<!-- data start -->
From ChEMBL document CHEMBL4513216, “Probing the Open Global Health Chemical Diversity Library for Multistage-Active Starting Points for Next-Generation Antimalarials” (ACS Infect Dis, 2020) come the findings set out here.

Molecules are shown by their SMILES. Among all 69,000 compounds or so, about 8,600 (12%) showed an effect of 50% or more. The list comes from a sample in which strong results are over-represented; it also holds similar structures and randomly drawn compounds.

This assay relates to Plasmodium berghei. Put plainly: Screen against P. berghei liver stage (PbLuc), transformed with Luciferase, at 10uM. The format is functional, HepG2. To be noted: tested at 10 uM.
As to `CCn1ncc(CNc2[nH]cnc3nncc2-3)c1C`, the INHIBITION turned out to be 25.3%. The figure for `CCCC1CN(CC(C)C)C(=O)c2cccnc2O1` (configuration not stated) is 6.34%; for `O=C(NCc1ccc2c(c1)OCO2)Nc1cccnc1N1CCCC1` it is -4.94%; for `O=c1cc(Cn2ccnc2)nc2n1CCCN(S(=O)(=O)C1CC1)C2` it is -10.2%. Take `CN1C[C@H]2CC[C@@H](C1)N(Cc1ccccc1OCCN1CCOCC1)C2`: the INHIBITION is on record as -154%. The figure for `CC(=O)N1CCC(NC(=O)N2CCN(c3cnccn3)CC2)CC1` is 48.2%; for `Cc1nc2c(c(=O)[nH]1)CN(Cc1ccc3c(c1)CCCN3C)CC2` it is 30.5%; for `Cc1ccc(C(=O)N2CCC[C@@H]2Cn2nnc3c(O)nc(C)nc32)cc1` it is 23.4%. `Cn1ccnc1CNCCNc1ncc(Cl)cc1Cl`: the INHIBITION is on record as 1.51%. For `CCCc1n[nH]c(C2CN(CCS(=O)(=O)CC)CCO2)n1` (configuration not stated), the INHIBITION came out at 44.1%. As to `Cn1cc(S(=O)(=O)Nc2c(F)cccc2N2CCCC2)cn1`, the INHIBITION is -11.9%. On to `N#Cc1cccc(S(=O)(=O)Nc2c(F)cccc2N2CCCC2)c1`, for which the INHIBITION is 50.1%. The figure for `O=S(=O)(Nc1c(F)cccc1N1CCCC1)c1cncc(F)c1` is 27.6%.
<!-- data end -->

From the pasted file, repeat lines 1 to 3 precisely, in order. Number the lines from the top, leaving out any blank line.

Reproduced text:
From ChEMBL document CHEMBL4513216, “Probing the Open Global Health Chemical Diversity Library for Multistage-Active Starting Points for Next-Generation Antimalarials” (ACS Infect Dis, 2020) come the findings set out here.

Molecules are shown by their SMILES. Among all 69,000 compounds or so, about 8,600 (12%) showed an effect of 50% or more. The list comes from a sample in which strong results are over-represented; it also holds similar structures and randomly drawn compounds.

This assay relates to Plasmodium berghei. Put plainly: Screen against P. berghei liver stage (PbLuc), transformed with Luciferase, at 10uM. The format is functional, HepG2. To be noted: tested at 10 uM.